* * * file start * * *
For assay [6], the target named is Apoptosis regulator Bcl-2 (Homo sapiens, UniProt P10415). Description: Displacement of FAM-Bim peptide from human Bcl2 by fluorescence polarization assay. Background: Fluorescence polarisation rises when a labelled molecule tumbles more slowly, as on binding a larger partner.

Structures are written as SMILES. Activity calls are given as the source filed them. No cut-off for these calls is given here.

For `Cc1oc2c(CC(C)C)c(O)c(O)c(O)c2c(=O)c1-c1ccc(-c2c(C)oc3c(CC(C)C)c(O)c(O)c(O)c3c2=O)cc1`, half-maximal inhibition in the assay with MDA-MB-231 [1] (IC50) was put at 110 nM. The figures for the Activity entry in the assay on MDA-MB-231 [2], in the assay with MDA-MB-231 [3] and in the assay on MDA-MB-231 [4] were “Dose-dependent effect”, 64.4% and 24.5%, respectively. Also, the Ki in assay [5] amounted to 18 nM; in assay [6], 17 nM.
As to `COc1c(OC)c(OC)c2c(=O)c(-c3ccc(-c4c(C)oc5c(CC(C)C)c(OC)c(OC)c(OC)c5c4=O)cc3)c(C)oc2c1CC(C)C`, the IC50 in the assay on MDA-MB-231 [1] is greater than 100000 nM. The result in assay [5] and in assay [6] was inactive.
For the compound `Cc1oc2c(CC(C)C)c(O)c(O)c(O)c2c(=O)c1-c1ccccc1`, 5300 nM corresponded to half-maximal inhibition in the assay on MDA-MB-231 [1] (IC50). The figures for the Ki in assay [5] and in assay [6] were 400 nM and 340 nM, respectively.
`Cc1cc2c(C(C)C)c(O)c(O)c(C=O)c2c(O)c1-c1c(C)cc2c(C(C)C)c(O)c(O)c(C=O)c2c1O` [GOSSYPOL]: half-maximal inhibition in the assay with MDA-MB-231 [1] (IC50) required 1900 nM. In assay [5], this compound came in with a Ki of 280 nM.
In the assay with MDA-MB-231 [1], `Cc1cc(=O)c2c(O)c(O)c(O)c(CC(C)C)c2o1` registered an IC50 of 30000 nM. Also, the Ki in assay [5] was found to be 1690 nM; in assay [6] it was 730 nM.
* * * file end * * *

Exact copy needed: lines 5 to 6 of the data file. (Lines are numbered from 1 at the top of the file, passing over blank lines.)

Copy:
For the compound `Cc1oc2c(CC(C)C)c(O)c(O)c(O)c2c(=O)c1-c1ccccc1`, 5300 nM corresponded to half-maximal inhibition in the assay on MDA-MB-231 [1] (IC50). The figures for the Ki in assay [5] and in assay [6] were 400 nM and 340 nM, respectively.
`Cc1cc2c(C(C)C)c(O)c(O)c(C=O)c2c(O)c1-c1c(C)cc2c(C(C)C)c(O)c(O)c(C=O)c2c1O` [GOSSYPOL]: half-maximal inhibition in the assay with MDA-MB-231 [1] (IC50) required 1900 nM. In assay [5], this compound came in with a Ki of 280 nM.